We’ve been watching an outstanding Showtime series called The Borgias about an infamous Italian family in the 1400’s and 1500’s. The plot revolves around the father, Rodrigo, who became Pope Alexander VI in 1492, his favorite son, Cesare, whom Rodrigo made a cardinal, and Cesare’s beautiful and gentle sister Lucrezia. What makes the show so fascinating is the frank exploration of the dual nature of all three. On one side, Rodrigo is a devoted family man and Christian. On the other, he is absolutely ruthless in his search for power and wealth to the point that he authorizes the elimination of many enemies, some of whom Cesare kills for him. Remember, Rodrigo is the Pope and these things really happened. Talk about the original crime family!
From a psychological perspective, we see that all three characters act from the masculine drive for self-preservation and the feminine drive for species-preservation. Let’s look at the feminine drive: the inborn need that compels us to establish intimate relationships with others. Rodrigo dearly loves his courtesan mistress and mother of his children. He loves his other mistresses. He loves his children, enjoys their company, and consults their wisdom, and when Lucrezia has a son by her husband’s stable boy, Rodrigo is filled with joy and welcomes his grandson wholeheartedly into the family.
Cesare, too, loves his parents and his sister. He also loves a beautiful woman with whom he wants to make a life. And he trusts and is even somewhat fond of the family’s sinister enforcer, Micheletto. In the early stages of Lucrezia’s marriage, despite being repeatedly brutalized by her husband, she tries to be kind to him, and she dearly loves her family, lover and son. She also involves herself in civic projects to better the lives of Rome’s poorest and most disenfranchised citizens. All these are healthy ways of expressing the drive for species-preservation.
The problem for all three is that their masculine drive for self-preservation is so obsessive that while it serves their own family well for a while, in all but Lucrezia it overshadows their feminine drive so thoroughly that they feel no compassion whatever for anyone outside their immediate family or love interests. Even there, it shows up occasionally, for example, in Cesare’s jealousy and hatred for his brother Juan.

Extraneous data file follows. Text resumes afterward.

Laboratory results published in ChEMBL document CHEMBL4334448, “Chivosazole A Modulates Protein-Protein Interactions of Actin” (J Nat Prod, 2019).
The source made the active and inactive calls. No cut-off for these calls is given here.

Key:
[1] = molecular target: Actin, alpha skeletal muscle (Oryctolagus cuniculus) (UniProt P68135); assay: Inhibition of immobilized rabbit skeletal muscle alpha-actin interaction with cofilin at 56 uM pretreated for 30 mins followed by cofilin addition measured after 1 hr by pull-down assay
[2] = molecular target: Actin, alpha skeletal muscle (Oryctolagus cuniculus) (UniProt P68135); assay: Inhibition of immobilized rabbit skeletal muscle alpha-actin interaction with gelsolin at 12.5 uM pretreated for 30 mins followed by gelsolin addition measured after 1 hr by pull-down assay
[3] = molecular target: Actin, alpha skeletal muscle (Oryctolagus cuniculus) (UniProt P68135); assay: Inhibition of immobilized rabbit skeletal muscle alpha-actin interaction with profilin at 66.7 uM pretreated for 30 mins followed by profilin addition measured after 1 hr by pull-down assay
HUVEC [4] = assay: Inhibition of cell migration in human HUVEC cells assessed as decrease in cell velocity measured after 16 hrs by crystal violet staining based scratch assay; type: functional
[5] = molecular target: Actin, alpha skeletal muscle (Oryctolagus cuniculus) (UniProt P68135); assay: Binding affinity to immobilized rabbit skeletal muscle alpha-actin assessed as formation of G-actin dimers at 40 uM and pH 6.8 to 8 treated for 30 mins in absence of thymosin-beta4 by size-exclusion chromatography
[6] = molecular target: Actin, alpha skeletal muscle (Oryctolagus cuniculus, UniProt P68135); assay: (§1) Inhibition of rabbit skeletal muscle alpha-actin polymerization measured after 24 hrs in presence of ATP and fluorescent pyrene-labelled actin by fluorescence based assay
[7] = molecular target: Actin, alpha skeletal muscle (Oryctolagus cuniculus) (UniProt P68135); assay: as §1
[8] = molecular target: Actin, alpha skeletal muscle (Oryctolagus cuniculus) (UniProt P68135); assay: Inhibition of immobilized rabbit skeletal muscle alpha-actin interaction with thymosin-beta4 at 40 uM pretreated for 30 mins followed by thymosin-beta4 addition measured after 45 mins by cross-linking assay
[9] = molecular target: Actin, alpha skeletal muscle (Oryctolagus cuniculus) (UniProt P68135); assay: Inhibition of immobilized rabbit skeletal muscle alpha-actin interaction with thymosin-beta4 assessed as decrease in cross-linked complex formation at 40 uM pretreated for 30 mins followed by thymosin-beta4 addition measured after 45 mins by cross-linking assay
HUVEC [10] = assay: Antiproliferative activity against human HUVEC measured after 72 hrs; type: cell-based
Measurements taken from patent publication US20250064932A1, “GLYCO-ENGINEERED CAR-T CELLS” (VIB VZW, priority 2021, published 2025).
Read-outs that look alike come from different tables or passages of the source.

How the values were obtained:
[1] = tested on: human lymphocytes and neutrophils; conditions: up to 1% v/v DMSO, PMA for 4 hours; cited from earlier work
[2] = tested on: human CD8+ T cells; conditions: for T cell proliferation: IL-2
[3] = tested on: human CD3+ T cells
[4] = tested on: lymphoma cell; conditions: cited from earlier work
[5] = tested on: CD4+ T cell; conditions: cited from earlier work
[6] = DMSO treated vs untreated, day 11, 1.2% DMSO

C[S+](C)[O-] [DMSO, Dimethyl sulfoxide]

We all have both drives, and we all express both in healthy and unhealthy ways. This is what I mean about having dual natures. No individual is all good or all bad. The same is true of governments and religions. When religious and political leaders are obsessed with fulfilling their own unconscious, unmet needs for power and influence they, like Rodrigo and Cesare Borgia, perpetuate dysfunction; but when their compulsion to serve themselves is balanced with a sincere desire to serve others they become forces for peace, healing, and the thriving of all. The thing that makes one behavior healthy and the other unhealthy is simply this: the presence or absence of genuinely benevolent feeling…for the human family and for every form of life.
As Gregg Braden says, “The feeling is the prayer.” It is not our good intentions, or what we think of ourselves, or how we vote, or where we worship, or what we believe and say that proves we’re on the “right” side and connects us to the Ultimate Good. It’s the genuine caring that motivates what we say and do. It’s the compassion. It’s the love. Only when feeling and living with love is our sincere, heart-felt prayer and an equally powerful force in our behavior can we be assured we’re on the side of Right.
“Since psyche and matter are contained in one and the same world, and moreover are in continuous contact with one another and ultimately rest on